"Review My Books" Review by Valerie
Don't Get Mad #1
by Gretchen McNeil
Series: Don't Get Mad
Paperback: 400 pages
Publisher: Balzer + Bray; Original edition (September 16, 2014)
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The Breakfast Club meets Pretty Little Liars in Gretchen McNeil’s witty and suspenseful novel about four disparate girls who join forces to take revenge on high school bullies and create dangerous enemies for themselves in the process.First off, this book is described as The Breakfast Club meets Pretty Little Liars but I would have to say that statement is only half true; it is perfect for fans of Pretty Little Liars with its intrigue, the paranoia, and the mysterious envelopes that divulge long buried secrets. On the other hand, it is nothing like The Breakfast Club, that’s just absurd.
Bree, Olivia, Kitty, and Margot have nothing in common—at least that’s what they’d like the students and administrators of their elite private school to think. The girls have different goals, different friends, and different lives, but they share one very big secret: They’re all members of Don’t Get Mad, a secret society that anonymously takes revenge on the school’s bullies, mean girls, and tyrannical teachers.
When their latest target ends up dead with a blood-soaked “DGM” card in his hands, the girls realize that they’re not as anonymous as they thought—and that someone now wants revenge on them. Soon the clues are piling up, the police are closing in . . . and everyone has something to lose.
This book revolves around four girls who are essentially vigilantes, they notice wrongs at school and try to right them. It actually reminded me a lot of The Amazing Spiderman (I just recently watched both of them); he attempted to help the police by using his abilities for good but he was viewed as a nuisance and a criminal. These four unlikely girls from different groups at school came together to stand up for the victims of bullies and to give the bullies a dose of their own medicine. The school had a divided view on the organization Don’t Get Mad, some thought that the DGM were troublemakers while others respected them, much like Peter Parker. I am not one for revenge but I understood where these girls were coming from, they weren’t content to just sit by while bullies ran rampant. One thing I found to be interesting was the distinction they made between manufactured lies and the truth, they did not make up stories about the bully but simply use their hypocrisy against them. Since they were all from different groups around the school, they each had unique skills that when combined together, made for one cohesive group.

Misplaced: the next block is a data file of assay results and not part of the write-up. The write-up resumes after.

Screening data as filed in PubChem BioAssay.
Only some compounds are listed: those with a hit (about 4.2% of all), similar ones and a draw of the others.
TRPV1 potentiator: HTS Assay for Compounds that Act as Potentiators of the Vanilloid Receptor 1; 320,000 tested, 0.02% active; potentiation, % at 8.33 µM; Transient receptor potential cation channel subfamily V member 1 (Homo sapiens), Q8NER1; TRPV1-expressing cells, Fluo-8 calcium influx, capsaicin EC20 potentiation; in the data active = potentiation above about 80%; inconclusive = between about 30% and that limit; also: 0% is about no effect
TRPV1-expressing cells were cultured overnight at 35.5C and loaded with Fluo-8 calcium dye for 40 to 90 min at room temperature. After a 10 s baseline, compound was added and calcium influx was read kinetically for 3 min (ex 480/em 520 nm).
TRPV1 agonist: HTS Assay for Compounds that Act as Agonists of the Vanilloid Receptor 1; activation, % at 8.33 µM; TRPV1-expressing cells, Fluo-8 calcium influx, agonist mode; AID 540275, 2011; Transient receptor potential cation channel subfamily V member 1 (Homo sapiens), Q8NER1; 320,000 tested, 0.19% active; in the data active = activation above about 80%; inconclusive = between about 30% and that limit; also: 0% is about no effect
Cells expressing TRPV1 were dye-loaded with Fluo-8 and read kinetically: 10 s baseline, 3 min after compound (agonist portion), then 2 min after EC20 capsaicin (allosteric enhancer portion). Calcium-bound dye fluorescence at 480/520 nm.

What did I love about this book? The plot! I found it to be SO interesting and compelling; I genuinely wanted to know what happened and learn more about the mystery. I felt like a cat diligently chasing a toy, I was completely enthralled until the very end. The book is really easy to immerse yourself in, the plot is constantly moving along and there are an ample amount of reasons and motives that one could have for killing Ronny. This would explain why I became crazy paranoid of every character in this novel; when I was halfway through the book, I could have made a compelling argument for every single character and why they could have killed Ronny. I wouldn’t necessarily say that this book was particularly scary but it does keep you on edge; I read this before bed one night and I woke up to the slightest noise, ready (in my mind) to attack. The paranoia just added to the book, I never wanted to put it down because it got to the point where I needed to know whodunit.
What I didn’t like about this book is comprised of basically all of the other elements aside from the plot and the writing. First off, the story is told in alternating POVs between the four girls but there is no rhyme or reason to the order of the POVs. This was frustrating for several reasons, first off, the POV change would usually happen after a paragraph break but not always, sometimes there would be a break and it would continue to be the same character. Secondly, it made for an unequal balance of POVs or at least it felt that way, I read way more through Bree’s POV than Margot or even Olivia.
The believability wasn’t there for me either, I didn’t buy that there would really be an organization called Don’t Get Mad and a rival organization to combat DGM, The Maine Men. Also, the two main adults in this book were idiots but more than that, they were idiots with power; basically I think I could have made better decisions than them at the age of twelve. It might seem like all this should detract more than one and a half stars but the plot was just that good.
WARNING: remove all objects from your reach as you near the end and remember, there’s another one coming out next year.
To wrap it all up: I really did enjoy the story, I was constantly on the edge of my seat and always unaware of whom the killer was. The book is written really well but characters and the believability were negatives for me. With that being said, I am so caught up in the mystery that I will definitely read the sequel and any other books after that. I recommend this book to anyone who enjoys a good mystery. This is one of those books that needs to be discussed with someone, so if anyone ends up reading it, contact me on twitter or Good Reads and let me know. It’ll keep you guessing.